3 Important Questions To Ask Your Child's Speech Language Pathologist

Posted on: 23 April 2015


If your child has been diagnosed with a speech problem, hearing problem, or both, then there's a good chance that he or she will need to see a speech language pathologist (SLP). An SLP is a licensed professional who can help develop and implement a customized plan to improve your child's speech and overall communication. Typically, children will attend regular sessions with an SLP in his or her office, or at your child's school. 

Before you select an SLP for your child to begin working with, however, there are some important questions you should ask.

Will You Provide Progress Reports?

Of course you'll want to be aware of your child's progress throughout the SLP program, and any reputable SLP should be able to provide you with updates on how your child is doing, including advice on areas where he or she needs additional work at home. For added peace of mind on your end, however, you should find an SLP with a specific system of progress reporting in place. This way, you can know for sure that you'll receive a detailed report on a fixed schedule.

What Kinds of Fees Do You Charge?

SLPs can vary greatly in how they charge for their services. For instance, some may provide a free initial consultation to get an idea of where your child stands, whereas others may charge for the initial meeting. Furthermore, some SLPs may charge on a per-session basis, whereas others may send you a monthly bill. If your child's SLP will be visiting him or her in school, there may also be separate fees involved, so just be sure to ask for a cost breakdown--especially if your budget is a concern.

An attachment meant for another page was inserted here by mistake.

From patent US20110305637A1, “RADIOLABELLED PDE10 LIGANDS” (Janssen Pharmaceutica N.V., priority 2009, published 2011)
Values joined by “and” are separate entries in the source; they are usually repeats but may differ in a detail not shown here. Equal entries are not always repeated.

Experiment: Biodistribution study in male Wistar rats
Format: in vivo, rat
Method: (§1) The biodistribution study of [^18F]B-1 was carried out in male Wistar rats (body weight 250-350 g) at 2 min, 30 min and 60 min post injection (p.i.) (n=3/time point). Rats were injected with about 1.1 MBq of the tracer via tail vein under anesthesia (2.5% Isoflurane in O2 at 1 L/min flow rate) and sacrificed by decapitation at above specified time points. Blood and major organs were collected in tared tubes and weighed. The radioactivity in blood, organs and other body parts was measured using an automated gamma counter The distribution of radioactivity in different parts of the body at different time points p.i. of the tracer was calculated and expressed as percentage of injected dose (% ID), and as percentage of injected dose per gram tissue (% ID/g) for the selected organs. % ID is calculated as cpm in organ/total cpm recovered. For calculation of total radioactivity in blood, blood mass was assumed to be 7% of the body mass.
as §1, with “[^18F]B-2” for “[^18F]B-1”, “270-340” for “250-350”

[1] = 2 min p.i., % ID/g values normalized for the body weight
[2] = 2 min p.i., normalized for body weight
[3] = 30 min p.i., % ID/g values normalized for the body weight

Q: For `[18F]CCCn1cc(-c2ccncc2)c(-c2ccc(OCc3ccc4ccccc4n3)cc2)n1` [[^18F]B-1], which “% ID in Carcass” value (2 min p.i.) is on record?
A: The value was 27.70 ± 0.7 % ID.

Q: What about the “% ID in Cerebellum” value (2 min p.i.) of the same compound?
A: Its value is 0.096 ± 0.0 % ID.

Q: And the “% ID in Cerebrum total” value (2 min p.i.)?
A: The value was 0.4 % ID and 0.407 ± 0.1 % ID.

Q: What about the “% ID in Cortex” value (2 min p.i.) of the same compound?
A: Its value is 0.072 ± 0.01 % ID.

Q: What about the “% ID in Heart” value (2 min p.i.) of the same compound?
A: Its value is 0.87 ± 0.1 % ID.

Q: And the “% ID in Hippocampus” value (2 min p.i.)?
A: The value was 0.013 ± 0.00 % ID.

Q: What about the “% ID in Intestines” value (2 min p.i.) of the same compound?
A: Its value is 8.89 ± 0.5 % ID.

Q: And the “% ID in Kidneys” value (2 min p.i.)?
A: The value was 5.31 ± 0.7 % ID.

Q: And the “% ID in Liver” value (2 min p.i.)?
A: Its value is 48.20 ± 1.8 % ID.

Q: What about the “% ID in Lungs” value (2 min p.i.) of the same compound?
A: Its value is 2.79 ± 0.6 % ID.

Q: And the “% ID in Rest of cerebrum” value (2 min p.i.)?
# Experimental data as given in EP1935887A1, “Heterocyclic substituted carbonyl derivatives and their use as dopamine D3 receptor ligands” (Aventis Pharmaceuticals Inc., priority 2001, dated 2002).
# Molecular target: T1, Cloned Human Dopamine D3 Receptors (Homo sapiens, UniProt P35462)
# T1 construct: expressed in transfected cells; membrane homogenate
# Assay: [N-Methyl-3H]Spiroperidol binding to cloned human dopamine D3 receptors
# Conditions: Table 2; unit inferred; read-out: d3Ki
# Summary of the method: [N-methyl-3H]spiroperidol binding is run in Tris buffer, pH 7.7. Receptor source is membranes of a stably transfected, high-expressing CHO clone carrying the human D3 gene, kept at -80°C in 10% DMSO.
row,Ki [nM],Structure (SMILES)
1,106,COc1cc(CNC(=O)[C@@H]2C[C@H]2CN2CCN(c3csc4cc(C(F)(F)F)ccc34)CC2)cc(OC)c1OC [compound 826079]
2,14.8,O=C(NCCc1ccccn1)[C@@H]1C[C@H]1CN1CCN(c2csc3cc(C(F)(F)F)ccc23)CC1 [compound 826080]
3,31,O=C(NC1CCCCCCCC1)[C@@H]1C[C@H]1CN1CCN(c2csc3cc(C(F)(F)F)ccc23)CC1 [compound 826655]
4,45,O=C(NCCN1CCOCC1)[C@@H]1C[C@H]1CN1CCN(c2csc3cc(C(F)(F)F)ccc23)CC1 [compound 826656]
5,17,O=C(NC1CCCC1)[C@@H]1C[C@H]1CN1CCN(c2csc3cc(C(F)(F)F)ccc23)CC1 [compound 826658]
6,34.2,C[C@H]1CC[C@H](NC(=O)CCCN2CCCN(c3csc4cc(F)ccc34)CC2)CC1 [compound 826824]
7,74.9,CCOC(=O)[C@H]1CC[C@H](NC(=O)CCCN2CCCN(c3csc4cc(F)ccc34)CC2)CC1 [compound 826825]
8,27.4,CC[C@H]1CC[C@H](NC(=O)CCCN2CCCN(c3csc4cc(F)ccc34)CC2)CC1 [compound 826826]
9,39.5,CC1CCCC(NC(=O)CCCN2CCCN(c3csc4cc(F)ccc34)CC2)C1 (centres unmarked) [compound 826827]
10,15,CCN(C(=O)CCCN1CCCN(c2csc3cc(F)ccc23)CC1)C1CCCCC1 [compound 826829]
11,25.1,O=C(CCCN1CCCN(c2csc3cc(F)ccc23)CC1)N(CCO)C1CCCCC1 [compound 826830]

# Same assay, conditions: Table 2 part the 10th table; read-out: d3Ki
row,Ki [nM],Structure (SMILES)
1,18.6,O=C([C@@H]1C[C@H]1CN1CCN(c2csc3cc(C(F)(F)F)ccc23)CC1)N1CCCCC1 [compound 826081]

Can Your Techniques Be Implemented at Home?

Finally, make sure that you work with an SLP who will let you observe the sessions and give you tips or advice for working on problem areas at home. Specifically, your SLP should be able to provide you with ideas for speech exercises or games that you can have your child perform daily. After all, the key to your child's long-term success is being able to implement what he or she learns at SLP sessions into his or her everyday life.

Choosing an SLP for your child, like Felix M. DiPalma, M.S., will take some research and careful consideration on your part; by asking these questions, however, you'll be well on your way to making the right decision.